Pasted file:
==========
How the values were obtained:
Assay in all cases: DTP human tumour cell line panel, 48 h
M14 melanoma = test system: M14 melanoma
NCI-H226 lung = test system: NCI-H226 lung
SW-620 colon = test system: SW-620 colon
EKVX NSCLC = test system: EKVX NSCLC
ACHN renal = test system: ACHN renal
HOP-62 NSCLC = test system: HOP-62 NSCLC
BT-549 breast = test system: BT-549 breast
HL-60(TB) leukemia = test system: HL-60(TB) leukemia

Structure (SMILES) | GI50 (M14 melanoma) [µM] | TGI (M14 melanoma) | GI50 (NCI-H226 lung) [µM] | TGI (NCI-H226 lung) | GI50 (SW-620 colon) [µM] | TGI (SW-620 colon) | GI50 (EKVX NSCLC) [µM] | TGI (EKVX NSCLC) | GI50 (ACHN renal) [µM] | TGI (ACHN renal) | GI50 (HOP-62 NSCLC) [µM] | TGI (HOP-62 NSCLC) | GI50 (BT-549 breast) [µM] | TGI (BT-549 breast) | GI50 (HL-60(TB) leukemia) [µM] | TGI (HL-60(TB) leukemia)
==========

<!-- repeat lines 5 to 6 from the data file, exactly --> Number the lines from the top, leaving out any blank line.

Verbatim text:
SW-620 colon = test system: SW-620 colon
EKVX NSCLC = test system: EKVX NSCLC